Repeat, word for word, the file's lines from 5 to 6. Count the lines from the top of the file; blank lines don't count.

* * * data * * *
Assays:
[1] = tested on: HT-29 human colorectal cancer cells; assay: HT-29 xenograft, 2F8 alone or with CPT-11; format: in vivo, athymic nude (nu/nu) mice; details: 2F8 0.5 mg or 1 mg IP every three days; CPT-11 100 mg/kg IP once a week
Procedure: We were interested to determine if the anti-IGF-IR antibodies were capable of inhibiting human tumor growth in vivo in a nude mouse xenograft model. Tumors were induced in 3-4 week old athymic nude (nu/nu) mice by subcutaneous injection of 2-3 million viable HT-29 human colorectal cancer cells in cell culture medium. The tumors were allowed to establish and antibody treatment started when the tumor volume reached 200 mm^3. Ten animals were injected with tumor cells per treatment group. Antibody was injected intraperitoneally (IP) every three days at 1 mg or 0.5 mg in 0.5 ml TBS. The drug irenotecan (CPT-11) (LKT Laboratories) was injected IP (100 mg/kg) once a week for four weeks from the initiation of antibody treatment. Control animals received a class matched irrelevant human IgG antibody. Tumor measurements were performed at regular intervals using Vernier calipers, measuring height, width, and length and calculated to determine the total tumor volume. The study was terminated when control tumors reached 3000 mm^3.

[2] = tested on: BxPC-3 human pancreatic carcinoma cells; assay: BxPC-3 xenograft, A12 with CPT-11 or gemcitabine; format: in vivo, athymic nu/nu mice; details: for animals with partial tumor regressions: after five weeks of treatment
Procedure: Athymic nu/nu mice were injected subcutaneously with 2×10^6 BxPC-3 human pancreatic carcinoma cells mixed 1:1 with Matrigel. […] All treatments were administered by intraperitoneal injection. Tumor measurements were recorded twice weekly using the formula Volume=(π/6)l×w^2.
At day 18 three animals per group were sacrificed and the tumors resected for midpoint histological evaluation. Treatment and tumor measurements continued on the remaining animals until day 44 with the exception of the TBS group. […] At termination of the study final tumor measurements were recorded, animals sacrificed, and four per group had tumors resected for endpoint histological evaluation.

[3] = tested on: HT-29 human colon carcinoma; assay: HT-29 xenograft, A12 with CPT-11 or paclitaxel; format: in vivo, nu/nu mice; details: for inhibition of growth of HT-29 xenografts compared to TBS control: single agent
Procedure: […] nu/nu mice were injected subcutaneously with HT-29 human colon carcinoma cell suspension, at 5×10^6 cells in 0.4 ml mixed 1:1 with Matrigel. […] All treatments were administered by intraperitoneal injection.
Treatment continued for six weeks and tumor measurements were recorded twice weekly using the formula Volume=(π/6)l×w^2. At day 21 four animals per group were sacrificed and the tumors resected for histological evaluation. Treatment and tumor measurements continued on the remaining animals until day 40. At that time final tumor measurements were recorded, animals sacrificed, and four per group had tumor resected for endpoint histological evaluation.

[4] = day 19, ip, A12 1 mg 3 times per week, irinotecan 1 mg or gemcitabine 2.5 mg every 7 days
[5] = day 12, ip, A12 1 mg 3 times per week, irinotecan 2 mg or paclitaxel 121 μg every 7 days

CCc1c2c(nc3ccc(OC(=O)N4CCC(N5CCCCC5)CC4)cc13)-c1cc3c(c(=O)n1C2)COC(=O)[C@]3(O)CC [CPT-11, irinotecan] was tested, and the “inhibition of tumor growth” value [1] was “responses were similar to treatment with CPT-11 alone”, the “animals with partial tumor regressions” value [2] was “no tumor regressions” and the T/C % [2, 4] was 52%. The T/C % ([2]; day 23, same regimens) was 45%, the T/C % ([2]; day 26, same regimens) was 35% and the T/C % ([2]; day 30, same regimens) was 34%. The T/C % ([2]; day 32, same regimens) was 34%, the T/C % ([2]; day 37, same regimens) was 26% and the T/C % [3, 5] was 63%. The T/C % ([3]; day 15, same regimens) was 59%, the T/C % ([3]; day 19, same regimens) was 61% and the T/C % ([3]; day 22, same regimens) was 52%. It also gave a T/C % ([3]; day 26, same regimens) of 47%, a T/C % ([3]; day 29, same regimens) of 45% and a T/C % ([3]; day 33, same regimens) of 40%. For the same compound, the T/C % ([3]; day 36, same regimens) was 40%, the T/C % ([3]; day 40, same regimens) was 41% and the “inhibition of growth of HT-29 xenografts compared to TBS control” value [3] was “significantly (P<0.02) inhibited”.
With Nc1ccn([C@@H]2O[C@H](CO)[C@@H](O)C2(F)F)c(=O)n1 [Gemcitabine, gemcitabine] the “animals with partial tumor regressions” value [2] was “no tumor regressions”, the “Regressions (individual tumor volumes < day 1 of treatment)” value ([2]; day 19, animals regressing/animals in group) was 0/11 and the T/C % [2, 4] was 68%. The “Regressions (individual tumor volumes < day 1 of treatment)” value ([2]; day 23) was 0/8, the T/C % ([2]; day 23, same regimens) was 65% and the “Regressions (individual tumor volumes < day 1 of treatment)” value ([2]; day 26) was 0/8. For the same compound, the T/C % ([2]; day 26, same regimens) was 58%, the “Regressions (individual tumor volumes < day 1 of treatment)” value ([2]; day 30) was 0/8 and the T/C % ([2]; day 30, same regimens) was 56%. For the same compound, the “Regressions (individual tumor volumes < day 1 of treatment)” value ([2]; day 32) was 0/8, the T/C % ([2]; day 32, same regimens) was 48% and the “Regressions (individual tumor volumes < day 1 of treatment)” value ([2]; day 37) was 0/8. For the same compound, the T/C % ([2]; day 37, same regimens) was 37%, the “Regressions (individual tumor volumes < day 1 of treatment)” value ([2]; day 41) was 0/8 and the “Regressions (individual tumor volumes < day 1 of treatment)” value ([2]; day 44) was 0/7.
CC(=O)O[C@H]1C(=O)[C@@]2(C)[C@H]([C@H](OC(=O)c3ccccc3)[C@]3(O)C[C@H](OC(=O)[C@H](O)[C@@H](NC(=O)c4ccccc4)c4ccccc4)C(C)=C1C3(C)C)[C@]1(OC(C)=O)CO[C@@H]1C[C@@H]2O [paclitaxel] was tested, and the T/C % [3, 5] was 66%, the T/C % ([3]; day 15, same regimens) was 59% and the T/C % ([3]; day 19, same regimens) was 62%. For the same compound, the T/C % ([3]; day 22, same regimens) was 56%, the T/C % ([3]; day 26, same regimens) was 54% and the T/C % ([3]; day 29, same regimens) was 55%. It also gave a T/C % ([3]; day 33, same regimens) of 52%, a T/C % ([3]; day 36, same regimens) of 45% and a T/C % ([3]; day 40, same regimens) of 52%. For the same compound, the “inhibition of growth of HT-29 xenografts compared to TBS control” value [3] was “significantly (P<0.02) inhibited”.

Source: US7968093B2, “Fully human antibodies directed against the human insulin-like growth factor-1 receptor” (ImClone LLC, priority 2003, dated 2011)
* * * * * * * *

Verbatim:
Procedure: Athymic nu/nu mice were injected subcutaneously with 2×10^6 BxPC-3 human pancreatic carcinoma cells mixed 1:1 with Matrigel. […] All treatments were administered by intraperitoneal injection. Tumor measurements were recorded twice weekly using the formula Volume=(π/6)l×w^2.
At day 18 three animals per group were sacrificed and the tumors resected for midpoint histological evaluation. Treatment and tumor measurements continued on the remaining animals until day 44 with the exception of the TBS group. […] At termination of the study final tumor measurements were recorded, animals sacrificed, and four per group had tumors resected for endpoint histological evaluation.